Category: Anti-trust

Do no harm?

Mere “harm” cannot be the nebulous standard by which we invoke the necessity of state intervention. If five people apply for a job then the four that did not get the job are arguably harmed, so, should the state step in and penalize the person who got the job by making him or her share it with the others? When two sports teams play each other is not the losing team “harmed”? Upset fans, potential decreased ticket sales, lower potential ad revenue – all these things constitute types of harm, yet no one is (yet) screaming for the state to step in.

Not Neutrality

“Net neutrality” certainly sounds appealing, doesn’t it? Who could possibly be against “neutrality” given its ability to evoke an emotional tie to equality, fairness, impartiality and egalitarianism? Only someone who is sufficiently ethically consistent that they will aver the use of aggression in all situations, rather than merely when popular opinion provides a safe harbor […]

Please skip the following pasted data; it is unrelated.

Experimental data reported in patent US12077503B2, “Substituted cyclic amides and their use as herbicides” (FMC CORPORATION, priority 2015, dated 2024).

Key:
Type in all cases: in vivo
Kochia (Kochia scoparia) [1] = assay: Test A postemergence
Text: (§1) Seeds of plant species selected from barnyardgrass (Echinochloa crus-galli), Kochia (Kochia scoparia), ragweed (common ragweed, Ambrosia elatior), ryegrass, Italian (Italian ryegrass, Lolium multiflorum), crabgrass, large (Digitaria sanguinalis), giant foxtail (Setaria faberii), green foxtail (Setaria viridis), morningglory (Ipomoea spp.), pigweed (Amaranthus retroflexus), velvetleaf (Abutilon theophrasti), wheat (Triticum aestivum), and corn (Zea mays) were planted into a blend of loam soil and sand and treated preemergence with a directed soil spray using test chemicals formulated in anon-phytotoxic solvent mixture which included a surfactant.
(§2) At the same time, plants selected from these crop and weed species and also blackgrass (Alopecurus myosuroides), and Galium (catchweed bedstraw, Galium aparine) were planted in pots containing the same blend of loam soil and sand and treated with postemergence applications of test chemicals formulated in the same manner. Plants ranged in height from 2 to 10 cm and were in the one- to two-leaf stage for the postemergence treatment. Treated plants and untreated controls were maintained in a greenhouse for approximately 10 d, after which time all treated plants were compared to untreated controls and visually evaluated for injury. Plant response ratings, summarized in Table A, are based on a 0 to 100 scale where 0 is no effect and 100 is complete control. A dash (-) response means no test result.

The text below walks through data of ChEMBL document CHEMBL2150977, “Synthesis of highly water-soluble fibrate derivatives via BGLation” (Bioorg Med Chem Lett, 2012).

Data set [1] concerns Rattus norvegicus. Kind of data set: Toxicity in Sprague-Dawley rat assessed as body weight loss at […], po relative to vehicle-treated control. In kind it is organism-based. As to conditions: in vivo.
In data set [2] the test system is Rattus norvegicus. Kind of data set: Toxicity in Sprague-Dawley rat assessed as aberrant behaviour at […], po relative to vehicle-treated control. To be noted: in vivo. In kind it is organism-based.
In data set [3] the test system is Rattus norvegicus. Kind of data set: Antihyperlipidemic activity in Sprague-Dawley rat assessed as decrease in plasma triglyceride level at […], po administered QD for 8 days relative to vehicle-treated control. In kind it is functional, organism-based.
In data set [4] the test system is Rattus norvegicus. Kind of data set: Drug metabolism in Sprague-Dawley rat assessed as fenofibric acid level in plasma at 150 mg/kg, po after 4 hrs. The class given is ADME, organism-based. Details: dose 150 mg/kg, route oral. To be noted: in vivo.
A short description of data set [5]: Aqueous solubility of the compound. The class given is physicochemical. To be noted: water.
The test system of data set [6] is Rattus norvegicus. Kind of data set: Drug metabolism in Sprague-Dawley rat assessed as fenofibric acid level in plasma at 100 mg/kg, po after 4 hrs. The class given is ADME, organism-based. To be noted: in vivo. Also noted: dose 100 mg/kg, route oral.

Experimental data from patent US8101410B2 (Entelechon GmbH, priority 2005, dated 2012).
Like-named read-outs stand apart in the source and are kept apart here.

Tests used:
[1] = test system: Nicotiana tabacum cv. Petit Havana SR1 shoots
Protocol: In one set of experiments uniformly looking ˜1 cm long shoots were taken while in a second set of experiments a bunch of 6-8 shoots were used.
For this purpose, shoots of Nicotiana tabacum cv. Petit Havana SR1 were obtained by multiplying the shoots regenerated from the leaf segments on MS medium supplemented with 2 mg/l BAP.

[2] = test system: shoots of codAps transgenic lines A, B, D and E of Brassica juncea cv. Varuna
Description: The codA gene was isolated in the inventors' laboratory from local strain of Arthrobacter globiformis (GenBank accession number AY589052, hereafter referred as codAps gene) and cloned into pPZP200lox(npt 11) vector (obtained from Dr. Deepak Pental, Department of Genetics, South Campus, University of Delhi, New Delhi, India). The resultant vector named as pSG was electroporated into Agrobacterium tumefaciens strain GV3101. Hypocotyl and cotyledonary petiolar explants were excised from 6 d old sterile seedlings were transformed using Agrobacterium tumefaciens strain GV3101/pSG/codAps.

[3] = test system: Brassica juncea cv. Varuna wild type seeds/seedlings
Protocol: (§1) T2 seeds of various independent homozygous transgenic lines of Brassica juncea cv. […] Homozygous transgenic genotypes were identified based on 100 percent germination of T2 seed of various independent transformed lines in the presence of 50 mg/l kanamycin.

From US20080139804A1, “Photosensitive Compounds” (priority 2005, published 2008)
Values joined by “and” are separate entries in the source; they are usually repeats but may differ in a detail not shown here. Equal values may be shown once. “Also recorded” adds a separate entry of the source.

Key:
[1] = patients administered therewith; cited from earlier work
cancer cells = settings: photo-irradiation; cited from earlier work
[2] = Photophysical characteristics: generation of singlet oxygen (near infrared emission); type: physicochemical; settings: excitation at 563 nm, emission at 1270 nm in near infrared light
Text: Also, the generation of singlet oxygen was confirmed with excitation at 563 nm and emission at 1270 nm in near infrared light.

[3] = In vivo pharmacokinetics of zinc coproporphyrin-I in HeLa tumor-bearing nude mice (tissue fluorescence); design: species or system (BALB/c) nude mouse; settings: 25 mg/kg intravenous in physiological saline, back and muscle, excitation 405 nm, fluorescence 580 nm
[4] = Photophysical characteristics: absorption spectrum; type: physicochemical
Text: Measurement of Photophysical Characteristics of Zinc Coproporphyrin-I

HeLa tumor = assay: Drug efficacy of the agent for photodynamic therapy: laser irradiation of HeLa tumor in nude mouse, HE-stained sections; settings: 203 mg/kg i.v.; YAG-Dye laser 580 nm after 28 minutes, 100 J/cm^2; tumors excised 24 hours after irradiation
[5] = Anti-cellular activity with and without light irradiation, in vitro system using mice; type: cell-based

May 19 / 2014

Think Different, Think Free

It is a peculiar characteristic of US anti-trust law (Sherman Anti-Trust Act) that competition itself can be characterized as “anti-competitive”. The recent e-book price-fixing case against Apple (in which Apple was ruled against on July 10) is a prime example. The case is rather “weedy” so I will provide a pared down synopsis, however for […]

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